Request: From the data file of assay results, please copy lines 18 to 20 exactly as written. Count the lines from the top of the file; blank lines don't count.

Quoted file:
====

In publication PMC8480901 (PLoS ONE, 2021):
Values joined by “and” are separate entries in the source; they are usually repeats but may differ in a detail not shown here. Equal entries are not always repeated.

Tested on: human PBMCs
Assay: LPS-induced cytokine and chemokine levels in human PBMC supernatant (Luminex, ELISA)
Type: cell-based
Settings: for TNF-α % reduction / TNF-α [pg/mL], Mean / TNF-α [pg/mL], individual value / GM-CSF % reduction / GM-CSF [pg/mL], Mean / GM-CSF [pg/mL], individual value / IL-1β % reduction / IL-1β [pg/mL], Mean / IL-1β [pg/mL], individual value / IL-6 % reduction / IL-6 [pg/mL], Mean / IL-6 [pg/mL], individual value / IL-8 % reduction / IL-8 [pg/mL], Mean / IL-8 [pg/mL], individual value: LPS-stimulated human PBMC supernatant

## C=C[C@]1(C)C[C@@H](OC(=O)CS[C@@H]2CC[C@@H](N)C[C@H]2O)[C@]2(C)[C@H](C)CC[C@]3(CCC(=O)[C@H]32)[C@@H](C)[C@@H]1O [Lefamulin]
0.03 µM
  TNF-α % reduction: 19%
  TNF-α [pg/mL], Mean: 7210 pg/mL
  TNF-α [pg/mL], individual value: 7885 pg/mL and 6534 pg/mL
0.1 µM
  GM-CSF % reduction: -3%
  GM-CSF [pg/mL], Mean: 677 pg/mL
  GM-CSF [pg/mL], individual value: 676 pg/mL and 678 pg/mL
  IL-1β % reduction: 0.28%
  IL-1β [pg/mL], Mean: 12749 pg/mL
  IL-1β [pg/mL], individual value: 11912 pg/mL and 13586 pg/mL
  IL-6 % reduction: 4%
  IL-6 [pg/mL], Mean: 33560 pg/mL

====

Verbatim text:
  IL-1β [pg/mL], individual value: 11912 pg/mL and 13586 pg/mL
  IL-6 % reduction: 4%
  IL-6 [pg/mL], Mean: 33560 pg/mL